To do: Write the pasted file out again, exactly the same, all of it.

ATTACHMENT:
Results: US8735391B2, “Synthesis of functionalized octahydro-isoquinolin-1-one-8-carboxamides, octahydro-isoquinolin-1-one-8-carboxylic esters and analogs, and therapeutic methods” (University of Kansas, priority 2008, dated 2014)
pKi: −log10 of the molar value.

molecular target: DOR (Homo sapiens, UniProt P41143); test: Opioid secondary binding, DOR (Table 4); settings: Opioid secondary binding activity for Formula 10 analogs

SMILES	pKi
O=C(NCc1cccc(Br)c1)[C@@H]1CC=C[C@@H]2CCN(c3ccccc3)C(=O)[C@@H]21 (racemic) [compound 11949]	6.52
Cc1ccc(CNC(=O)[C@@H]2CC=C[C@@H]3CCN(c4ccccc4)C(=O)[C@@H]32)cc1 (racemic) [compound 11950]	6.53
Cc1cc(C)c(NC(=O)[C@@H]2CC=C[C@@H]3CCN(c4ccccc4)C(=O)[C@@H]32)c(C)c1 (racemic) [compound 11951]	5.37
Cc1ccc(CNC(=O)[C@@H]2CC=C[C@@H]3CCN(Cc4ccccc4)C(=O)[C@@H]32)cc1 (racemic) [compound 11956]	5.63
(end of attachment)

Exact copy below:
Results: US8735391B2, “Synthesis of functionalized octahydro-isoquinolin-1-one-8-carboxamides, octahydro-isoquinolin-1-one-8-carboxylic esters and analogs, and therapeutic methods” (University of Kansas, priority 2008, dated 2014)
pKi: −log10 of the molar value.

molecular target: DOR (Homo sapiens, UniProt P41143); test: Opioid secondary binding, DOR (Table 4); settings: Opioid secondary binding activity for Formula 10 analogs

SMILES	pKi
O=C(NCc1cccc(Br)c1)[C@@H]1CC=C[C@@H]2CCN(c3ccccc3)C(=O)[C@@H]21 (racemic) [compound 11949]	6.52
Cc1ccc(CNC(=O)[C@@H]2CC=C[C@@H]3CCN(c4ccccc4)C(=O)[C@@H]32)cc1 (racemic) [compound 11950]	6.53
Cc1cc(C)c(NC(=O)[C@@H]2CC=C[C@@H]3CCN(c4ccccc4)C(=O)[C@@H]32)c(C)c1 (racemic) [compound 11951]	5.37
Cc1ccc(CNC(=O)[C@@H]2CC=C[C@@H]3CCN(Cc4ccccc4)C(=O)[C@@H]32)cc1 (racemic) [compound 11956]	5.63